Home 2018-12-05T22:15:44+00:00

Program: State of the City, Claremont City Manager Tara Schultz

Submitted by Lark Gerry

Rotarian Nick Quackenbos introduced guest speaker, Tara Schultz, City Manager for City of Claremont, who introduced Bevin Handel, the City’s Public Information Officer, who helped produce the presentation.

Since Tara started 10 months ago as Claremont City Manager, she reports that she has been amazed at the number of projects that the City has completed and the innovative programs and services the City provides to our community. The City staff are assisted by volunteers who dedicate their time to making their community better  planting trees, patrolling the City, assisting with emergencies, and serving on various committees and commissions. This year several citizen advisory and ad hoc committees were added to advise the Council and staff. They augment a strong commission system — 5 commissions, 10 standing committees, and 9 ad hoc committees — that ensures projects and programs fit the character of Claremont.

Another reason Claremont continues to look and feel so special is because of deliberate planning by the City Council. The City Council, with input from the community, adopts a set of priorities that guide the work of staff. Each year, the Council holds a workshop to review and revise these Council Priorities. Projects within these priority areas come and go, but main principles remain the same. This year the Priority Workshop will change to focus on adopting a mission statement, vision statement, a core values list, and a priority project list. To help the Council develop the City mission statement, vision statement and Core Values list, staff launched the Claremont Core Values Campaign in July. The City asked the community to consider our core values. In addition, City managers met last week to identify action items for priorities for next year. After adoption by the City Council, this list of action items will be reported to the community and progress updates will be given every three months.

On November 6th, voters elected three new Council members. Jennifer Stark and Jed Leano were clear winners. As of November 16, there was only a 44 vote gap between Ed Reece and Zach Courser with 990 provisional and Vote by Mail ballots left to count. (Ed Reece won.) The three new Council Members replace Sam Pedroza, Opanyi Nasialli, and Joe Lyons. At the January 29, 2019 workshop, the new Council will discuss the Mission Statement, Vision Statement, and Core Values and adopt the Priority Project list.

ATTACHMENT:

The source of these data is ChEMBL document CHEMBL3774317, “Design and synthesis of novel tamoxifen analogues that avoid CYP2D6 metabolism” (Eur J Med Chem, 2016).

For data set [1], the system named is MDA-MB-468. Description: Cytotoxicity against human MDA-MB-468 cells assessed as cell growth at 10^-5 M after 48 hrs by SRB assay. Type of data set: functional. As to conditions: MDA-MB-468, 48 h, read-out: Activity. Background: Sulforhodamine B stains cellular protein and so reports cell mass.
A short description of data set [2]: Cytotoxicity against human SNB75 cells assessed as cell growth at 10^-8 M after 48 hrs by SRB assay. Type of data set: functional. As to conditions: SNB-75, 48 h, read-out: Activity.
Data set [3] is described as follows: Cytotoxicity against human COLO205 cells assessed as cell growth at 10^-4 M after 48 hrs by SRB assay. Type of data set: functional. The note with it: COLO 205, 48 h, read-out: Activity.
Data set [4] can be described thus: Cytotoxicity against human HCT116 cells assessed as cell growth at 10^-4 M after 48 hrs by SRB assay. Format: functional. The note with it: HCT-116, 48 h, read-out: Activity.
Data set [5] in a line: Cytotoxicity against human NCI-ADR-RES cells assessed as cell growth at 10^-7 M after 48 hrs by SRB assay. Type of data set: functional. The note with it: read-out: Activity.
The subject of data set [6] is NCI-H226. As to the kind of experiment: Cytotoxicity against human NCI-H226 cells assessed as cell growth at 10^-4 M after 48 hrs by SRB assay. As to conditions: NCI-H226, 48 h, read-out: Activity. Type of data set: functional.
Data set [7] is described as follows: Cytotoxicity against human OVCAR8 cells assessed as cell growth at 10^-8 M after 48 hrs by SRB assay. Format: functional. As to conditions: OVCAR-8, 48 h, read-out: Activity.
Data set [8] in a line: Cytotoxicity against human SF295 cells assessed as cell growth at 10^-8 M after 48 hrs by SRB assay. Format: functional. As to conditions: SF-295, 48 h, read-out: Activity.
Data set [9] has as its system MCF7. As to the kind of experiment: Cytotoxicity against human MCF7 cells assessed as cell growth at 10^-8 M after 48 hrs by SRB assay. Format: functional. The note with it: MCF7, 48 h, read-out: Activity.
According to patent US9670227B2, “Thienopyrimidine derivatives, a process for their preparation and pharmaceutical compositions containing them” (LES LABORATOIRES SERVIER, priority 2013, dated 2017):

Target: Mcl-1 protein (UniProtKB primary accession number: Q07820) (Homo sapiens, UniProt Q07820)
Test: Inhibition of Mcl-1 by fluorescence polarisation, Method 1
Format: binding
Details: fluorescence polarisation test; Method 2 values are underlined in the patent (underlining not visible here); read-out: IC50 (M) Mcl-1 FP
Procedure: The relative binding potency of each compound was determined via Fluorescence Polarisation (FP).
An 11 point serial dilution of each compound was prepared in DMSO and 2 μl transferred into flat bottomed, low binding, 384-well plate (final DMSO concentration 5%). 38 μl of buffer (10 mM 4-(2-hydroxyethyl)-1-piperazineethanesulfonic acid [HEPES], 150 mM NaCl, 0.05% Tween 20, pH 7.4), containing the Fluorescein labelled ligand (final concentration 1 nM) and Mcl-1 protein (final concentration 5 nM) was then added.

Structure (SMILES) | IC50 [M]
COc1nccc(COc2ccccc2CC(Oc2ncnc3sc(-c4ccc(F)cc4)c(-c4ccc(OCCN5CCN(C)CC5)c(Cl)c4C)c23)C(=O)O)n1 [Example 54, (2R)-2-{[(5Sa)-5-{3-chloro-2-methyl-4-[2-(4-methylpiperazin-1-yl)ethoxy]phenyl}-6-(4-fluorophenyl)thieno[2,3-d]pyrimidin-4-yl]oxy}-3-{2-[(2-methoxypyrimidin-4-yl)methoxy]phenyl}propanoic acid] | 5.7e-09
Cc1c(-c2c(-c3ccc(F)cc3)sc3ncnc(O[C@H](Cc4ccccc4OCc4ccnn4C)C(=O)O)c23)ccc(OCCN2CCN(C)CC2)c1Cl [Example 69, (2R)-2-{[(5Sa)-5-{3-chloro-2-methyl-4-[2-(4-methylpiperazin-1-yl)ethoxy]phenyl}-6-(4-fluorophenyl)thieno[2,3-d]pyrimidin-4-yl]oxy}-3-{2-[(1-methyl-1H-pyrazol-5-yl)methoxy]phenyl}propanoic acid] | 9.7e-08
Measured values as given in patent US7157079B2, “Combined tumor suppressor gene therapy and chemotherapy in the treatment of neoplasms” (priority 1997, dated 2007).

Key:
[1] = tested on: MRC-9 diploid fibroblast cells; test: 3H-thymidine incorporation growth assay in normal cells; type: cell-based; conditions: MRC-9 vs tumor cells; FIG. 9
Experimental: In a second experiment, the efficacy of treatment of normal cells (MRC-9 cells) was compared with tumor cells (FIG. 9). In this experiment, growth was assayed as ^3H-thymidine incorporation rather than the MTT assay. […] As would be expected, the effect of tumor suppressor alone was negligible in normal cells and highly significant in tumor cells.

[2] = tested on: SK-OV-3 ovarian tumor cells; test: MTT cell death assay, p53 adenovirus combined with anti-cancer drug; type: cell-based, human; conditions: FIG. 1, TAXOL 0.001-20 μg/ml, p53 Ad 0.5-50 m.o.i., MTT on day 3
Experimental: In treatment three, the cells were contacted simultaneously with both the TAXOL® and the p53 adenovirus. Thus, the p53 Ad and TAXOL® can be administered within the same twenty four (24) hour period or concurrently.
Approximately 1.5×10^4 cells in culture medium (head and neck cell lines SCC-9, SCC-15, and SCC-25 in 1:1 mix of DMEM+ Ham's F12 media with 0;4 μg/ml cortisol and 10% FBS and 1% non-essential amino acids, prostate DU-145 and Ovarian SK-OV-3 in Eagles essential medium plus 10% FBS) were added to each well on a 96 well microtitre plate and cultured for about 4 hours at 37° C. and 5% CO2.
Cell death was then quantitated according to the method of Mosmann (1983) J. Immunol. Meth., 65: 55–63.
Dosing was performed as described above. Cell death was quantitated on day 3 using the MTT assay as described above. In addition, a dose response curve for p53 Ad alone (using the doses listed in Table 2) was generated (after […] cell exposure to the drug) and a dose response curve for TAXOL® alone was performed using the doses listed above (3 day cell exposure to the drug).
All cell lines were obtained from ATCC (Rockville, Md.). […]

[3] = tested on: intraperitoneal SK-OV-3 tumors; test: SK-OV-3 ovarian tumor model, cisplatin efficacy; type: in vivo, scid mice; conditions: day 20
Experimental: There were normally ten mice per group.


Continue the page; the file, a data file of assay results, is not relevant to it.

The cost of doing City business is increasing and reflects changes in regulations, requirements, and economic shifts. Last January, City staff were asked to develop their department budgets keeping in mind that the City is facing a structural deficit growing from approximately $1 million in 201920 to $1.8 million in 202122. Staff cut expenses and identified revenue opportunities to close the $1.4 to $3.4 million dollar shortfall. The City Council typically adopts a two-year budget, however, due to increases in general liability insurance, services and supplies, landscape maintenance contracts, PERS retirement, and the Golden State Water settlement, staff presented a one year budget, and in June, the City Council unanimously approved a balanced one year budget of $48,774,178 which includes operating expenses, capital improvements, and debt service.

Economic Development

Tara acknowledged that creating opportunities for our business community to grow and thrive is essential to our long term fiscal health. This past year we have added a few new businesses and now have three car dealerships: John Elway’s Claremont Chrysler Dodge Jeep Ram, Claremont Toyota, and Claremont Hyundai.

The City is moving forward on the Village South Plan. The City received a Metro Grant to create a transit oriented development concept. Sargent Towne Planning consultants held several community meetings and met with property owners to listen to suggestions and concerns for the development. The City Council approved the guiding principles for the specific plan and the City’s consultant is finalizing the draft. The plan will encourage a mix of uses and enhanced pedestrian amenities. Once the draft plan is complete, public meetings will be held for input on the EIR process over the next 12 months.

With all the exciting changes and additions to the Village, including the Pomona College Art Museum which comes online in fall 2019, we are experiencing more issues with parking downtown. The City is working to develop a parking management plan to address the parking congestion during peak times in the Village.